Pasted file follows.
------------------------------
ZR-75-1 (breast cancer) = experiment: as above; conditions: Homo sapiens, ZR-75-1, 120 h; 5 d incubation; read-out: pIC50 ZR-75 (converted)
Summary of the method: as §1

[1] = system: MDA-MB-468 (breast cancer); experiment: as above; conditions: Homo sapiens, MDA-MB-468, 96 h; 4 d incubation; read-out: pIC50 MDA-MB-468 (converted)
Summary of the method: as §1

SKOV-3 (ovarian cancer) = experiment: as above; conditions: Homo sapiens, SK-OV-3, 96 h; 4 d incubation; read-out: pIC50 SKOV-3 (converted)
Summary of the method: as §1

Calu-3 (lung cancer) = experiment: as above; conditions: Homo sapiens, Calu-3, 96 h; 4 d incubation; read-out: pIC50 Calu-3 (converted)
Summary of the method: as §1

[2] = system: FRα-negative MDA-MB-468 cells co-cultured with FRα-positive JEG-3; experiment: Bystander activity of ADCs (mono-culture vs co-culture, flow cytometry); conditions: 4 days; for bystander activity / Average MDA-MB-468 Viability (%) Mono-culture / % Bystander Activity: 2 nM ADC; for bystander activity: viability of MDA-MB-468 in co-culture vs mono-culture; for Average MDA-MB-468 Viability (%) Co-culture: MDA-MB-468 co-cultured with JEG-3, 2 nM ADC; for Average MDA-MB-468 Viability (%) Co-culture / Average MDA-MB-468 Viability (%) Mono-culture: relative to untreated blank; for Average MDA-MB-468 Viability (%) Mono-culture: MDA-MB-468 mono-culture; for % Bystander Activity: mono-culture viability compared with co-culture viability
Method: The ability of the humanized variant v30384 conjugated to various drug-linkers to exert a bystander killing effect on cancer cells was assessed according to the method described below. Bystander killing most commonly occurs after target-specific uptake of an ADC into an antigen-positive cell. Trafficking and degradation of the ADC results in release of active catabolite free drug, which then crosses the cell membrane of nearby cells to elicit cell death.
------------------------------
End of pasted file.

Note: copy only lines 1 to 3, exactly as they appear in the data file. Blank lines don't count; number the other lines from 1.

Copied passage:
ZR-75-1 (breast cancer) = experiment: as above; conditions: Homo sapiens, ZR-75-1, 120 h; 5 d incubation; read-out: pIC50 ZR-75 (converted)
Summary of the method: as §1

[1] = system: MDA-MB-468 (breast cancer); experiment: as above; conditions: Homo sapiens, MDA-MB-468, 96 h; 4 d incubation; read-out: pIC50 MDA-MB-468 (converted)